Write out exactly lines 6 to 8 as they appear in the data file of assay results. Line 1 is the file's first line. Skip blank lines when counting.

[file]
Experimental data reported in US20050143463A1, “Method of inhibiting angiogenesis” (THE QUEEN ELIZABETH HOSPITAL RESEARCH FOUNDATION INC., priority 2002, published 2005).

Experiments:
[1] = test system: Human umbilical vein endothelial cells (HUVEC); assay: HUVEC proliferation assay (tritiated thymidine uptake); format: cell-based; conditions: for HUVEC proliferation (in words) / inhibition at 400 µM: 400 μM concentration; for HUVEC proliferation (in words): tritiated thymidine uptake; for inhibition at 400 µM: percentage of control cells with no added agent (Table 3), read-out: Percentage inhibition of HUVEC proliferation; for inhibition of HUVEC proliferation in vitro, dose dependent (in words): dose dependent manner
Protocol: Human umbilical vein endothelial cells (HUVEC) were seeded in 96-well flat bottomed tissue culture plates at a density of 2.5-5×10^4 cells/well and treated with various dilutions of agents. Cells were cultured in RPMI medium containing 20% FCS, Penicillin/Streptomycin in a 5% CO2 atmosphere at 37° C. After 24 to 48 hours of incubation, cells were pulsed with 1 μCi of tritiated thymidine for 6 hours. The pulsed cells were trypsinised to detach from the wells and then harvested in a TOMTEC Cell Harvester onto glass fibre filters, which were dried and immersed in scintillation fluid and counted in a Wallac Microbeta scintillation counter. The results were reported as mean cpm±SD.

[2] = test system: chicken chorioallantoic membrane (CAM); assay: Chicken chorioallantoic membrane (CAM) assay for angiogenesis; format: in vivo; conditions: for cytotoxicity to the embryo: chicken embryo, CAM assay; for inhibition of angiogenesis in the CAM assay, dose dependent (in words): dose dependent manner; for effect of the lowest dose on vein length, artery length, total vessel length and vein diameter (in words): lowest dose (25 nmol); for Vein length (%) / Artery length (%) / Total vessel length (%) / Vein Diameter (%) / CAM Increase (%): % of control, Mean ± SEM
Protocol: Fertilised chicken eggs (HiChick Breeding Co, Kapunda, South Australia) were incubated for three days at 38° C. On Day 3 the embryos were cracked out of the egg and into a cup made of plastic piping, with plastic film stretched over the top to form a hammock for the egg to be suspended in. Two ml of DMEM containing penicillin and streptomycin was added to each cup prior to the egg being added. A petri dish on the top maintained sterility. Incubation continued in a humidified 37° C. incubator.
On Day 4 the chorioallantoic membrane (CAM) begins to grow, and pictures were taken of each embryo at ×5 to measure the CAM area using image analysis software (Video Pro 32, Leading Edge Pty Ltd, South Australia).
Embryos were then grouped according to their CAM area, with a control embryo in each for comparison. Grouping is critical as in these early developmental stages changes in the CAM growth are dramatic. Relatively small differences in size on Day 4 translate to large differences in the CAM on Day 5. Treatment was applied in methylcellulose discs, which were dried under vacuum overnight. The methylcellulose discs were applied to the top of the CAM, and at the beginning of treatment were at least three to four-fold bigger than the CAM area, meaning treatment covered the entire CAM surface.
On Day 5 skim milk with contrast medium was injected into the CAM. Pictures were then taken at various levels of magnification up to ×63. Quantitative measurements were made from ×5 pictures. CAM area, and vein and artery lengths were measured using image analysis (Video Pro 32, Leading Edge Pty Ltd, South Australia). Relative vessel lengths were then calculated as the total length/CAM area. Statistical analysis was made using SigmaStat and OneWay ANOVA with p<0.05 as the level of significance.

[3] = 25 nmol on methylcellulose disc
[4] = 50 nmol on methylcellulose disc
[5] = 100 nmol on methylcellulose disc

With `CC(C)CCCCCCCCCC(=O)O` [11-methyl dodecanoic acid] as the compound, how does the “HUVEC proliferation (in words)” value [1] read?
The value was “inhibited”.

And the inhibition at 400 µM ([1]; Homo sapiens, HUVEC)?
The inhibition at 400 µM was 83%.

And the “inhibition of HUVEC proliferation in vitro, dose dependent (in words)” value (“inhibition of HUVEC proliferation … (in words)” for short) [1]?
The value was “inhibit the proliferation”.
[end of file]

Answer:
Protocol: Fertilised chicken eggs (HiChick Breeding Co, Kapunda, South Australia) were incubated for three days at 38° C. On Day 3 the embryos were cracked out of the egg and into a cup made of plastic piping, with plastic film stretched over the top to form a hammock for the egg to be suspended in. Two ml of DMEM containing penicillin and streptomycin was added to each cup prior to the egg being added. A petri dish on the top maintained sterility. Incubation continued in a humidified 37° C. incubator.
On Day 4 the chorioallantoic membrane (CAM) begins to grow, and pictures were taken of each embryo at ×5 to measure the CAM area using image analysis software (Video Pro 32, Leading Edge Pty Ltd, South Australia).
Embryos were then grouped according to their CAM area, with a control embryo in each for comparison. Grouping is critical as in these early developmental stages changes in the CAM growth are dramatic. Relatively small differences in size on Day 4 translate to large differences in the CAM on Day 5. Treatment was applied in methylcellulose discs, which were dried under vacuum overnight. The methylcellulose discs were applied to the top of the CAM, and at the beginning of treatment were at least three to four-fold bigger than the CAM area, meaning treatment covered the entire CAM surface.